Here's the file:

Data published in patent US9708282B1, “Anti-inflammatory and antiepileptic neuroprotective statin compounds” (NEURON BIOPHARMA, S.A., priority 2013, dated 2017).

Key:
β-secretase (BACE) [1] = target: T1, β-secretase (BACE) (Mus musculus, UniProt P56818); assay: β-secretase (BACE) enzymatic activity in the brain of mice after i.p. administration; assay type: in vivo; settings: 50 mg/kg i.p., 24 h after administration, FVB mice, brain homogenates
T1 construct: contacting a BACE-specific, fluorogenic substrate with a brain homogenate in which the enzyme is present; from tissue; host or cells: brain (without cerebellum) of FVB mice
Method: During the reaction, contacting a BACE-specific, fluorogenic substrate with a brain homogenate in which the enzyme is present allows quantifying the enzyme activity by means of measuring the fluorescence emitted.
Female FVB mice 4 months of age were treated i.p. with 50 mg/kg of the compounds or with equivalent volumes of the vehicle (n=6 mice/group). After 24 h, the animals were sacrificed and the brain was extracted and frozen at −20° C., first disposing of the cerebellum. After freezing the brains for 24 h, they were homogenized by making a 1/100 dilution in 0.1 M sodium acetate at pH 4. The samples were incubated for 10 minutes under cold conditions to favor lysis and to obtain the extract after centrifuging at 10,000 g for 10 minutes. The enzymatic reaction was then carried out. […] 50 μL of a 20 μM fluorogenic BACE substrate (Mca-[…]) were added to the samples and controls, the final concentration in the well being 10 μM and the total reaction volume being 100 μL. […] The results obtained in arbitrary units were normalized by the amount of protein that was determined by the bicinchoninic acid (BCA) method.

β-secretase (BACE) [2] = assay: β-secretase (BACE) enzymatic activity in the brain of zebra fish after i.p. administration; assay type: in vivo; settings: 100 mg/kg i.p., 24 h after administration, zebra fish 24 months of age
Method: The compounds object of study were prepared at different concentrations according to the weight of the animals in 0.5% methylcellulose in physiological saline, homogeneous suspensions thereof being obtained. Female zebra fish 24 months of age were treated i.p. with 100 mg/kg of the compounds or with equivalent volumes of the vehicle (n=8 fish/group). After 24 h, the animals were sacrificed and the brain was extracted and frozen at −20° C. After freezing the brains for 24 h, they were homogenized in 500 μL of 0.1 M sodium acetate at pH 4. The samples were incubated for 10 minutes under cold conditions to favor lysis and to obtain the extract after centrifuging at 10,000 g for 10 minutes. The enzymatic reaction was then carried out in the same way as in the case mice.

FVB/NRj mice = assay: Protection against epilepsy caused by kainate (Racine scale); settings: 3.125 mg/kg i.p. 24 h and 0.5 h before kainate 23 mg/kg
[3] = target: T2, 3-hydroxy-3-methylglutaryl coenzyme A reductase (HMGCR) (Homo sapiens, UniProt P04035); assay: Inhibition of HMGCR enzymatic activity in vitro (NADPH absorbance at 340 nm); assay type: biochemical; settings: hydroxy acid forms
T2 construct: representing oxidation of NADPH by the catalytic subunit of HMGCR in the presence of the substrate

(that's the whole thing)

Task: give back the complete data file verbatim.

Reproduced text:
Data published in patent US9708282B1, “Anti-inflammatory and antiepileptic neuroprotective statin compounds” (NEURON BIOPHARMA, S.A., priority 2013, dated 2017).

Key:
β-secretase (BACE) [1] = target: T1, β-secretase (BACE) (Mus musculus, UniProt P56818); assay: β-secretase (BACE) enzymatic activity in the brain of mice after i.p. administration; assay type: in vivo; settings: 50 mg/kg i.p., 24 h after administration, FVB mice, brain homogenates
T1 construct: contacting a BACE-specific, fluorogenic substrate with a brain homogenate in which the enzyme is present; from tissue; host or cells: brain (without cerebellum) of FVB mice
Method: During the reaction, contacting a BACE-specific, fluorogenic substrate with a brain homogenate in which the enzyme is present allows quantifying the enzyme activity by means of measuring the fluorescence emitted.
Female FVB mice 4 months of age were treated i.p. with 50 mg/kg of the compounds or with equivalent volumes of the vehicle (n=6 mice/group). After 24 h, the animals were sacrificed and the brain was extracted and frozen at −20° C., first disposing of the cerebellum. After freezing the brains for 24 h, they were homogenized by making a 1/100 dilution in 0.1 M sodium acetate at pH 4. The samples were incubated for 10 minutes under cold conditions to favor lysis and to obtain the extract after centrifuging at 10,000 g for 10 minutes. The enzymatic reaction was then carried out. […] 50 μL of a 20 μM fluorogenic BACE substrate (Mca-[…]) were added to the samples and controls, the final concentration in the well being 10 μM and the total reaction volume being 100 μL. […] The results obtained in arbitrary units were normalized by the amount of protein that was determined by the bicinchoninic acid (BCA) method.

β-secretase (BACE) [2] = assay: β-secretase (BACE) enzymatic activity in the brain of zebra fish after i.p. administration; assay type: in vivo; settings: 100 mg/kg i.p., 24 h after administration, zebra fish 24 months of age
Method: The compounds object of study were prepared at different concentrations according to the weight of the animals in 0.5% methylcellulose in physiological saline, homogeneous suspensions thereof being obtained. Female zebra fish 24 months of age were treated i.p. with 100 mg/kg of the compounds or with equivalent volumes of the vehicle (n=8 fish/group). After 24 h, the animals were sacrificed and the brain was extracted and frozen at −20° C. After freezing the brains for 24 h, they were homogenized in 500 μL of 0.1 M sodium acetate at pH 4. The samples were incubated for 10 minutes under cold conditions to favor lysis and to obtain the extract after centrifuging at 10,000 g for 10 minutes. The enzymatic reaction was then carried out in the same way as in the case mice.

FVB/NRj mice = assay: Protection against epilepsy caused by kainate (Racine scale); settings: 3.125 mg/kg i.p. 24 h and 0.5 h before kainate 23 mg/kg
[3] = target: T2, 3-hydroxy-3-methylglutaryl coenzyme A reductase (HMGCR) (Homo sapiens, UniProt P04035); assay: Inhibition of HMGCR enzymatic activity in vitro (NADPH absorbance at 340 nm); assay type: biochemical; settings: hydroxy acid forms
T2 construct: representing oxidation of NADPH by the catalytic subunit of HMGCR in the presence of the substrate